Swap will be used when your RAM is all consumed. If you never reach your RAM limits your swap remains untouched, No worries its very normal. Maybe when you grow traffic swap will be used and will be highly helpful.
The problem is I have checked my other servers and all of them are using SWAP space and those have enough memory too. The customer is complaining his server is slow. I just wondered that, is this anything to do with slowness?
There's plenty else to slow the server down. Is mySQL and PHP cached? is the site making a massive amount of HD access? As far as performances go, swap slow down things, it would be a problem if you're using a massive amount of swap. Your memory management is as optimized as possible if everything's in RAM.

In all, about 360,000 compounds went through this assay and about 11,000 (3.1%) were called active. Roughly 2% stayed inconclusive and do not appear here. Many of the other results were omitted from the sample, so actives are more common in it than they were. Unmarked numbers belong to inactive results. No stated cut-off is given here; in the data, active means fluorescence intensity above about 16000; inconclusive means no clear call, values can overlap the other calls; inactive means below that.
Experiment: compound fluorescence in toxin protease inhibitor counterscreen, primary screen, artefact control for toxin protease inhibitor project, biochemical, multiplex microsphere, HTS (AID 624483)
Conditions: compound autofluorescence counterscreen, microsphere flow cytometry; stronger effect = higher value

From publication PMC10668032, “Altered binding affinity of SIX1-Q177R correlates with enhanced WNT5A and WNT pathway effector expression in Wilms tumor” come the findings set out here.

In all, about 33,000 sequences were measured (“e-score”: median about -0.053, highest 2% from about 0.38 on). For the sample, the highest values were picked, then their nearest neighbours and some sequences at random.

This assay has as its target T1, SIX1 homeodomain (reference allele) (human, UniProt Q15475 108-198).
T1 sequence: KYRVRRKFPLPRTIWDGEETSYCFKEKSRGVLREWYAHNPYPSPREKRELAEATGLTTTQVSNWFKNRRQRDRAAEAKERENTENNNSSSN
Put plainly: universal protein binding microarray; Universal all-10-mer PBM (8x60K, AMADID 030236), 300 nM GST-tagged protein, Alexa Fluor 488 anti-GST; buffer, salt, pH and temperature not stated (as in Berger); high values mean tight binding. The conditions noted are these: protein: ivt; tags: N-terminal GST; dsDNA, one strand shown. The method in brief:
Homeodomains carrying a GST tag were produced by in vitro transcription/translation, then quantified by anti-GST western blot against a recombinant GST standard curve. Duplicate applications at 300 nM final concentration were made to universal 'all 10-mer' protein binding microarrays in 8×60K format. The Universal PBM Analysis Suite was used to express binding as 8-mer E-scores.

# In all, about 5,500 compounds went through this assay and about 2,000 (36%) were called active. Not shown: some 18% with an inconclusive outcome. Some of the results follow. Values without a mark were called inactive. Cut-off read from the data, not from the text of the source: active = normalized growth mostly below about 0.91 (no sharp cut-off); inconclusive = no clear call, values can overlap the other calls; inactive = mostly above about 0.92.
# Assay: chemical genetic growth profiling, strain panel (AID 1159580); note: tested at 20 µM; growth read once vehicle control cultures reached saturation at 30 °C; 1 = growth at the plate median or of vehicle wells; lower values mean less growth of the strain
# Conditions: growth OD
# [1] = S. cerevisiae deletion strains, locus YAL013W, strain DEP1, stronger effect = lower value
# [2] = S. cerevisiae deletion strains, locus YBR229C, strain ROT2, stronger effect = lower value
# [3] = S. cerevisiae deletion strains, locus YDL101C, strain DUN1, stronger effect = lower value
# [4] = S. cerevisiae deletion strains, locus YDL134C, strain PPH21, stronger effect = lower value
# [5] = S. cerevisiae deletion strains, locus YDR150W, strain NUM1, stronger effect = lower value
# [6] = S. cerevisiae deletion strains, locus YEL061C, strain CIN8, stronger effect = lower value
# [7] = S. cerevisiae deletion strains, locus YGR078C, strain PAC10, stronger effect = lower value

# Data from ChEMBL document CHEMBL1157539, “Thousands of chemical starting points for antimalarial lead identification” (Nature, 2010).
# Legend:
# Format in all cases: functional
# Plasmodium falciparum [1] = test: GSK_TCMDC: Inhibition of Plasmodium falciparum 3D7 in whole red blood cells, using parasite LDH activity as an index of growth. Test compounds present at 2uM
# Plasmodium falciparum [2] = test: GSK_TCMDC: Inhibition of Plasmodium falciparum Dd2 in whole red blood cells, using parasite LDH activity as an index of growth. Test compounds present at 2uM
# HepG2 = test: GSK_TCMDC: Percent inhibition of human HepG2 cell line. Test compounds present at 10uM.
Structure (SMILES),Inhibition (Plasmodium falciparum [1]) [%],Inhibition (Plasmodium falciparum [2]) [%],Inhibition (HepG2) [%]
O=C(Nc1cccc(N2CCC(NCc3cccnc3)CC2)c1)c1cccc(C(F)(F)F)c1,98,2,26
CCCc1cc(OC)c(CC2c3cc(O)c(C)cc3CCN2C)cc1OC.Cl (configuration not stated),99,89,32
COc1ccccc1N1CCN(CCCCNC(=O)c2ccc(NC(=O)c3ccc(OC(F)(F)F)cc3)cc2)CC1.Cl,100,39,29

Sarcasm, the 6th Ponyman of the Apocalypse.
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Actually Linux will go into swap before all RAM is fully consumed. Usually after your RAM usage is >30ish % (determined by swapiness parameter), Linux may decide to swap out unfrequently used pages in favour for file cache to improve the general performance of the system. If your swappiness value is too low, then the swapping does not occur as frequently.
swappiness = 0 gives you the behaviour of trying not to swap unless necessary, such as being out of physical memory (RAM)
swappiness = 100 tells the kernel swap whenever the kernel feels like it
swappiness = 50 gives you the in-between behaviour.
In short, the higher the swappiness, the more it will swap.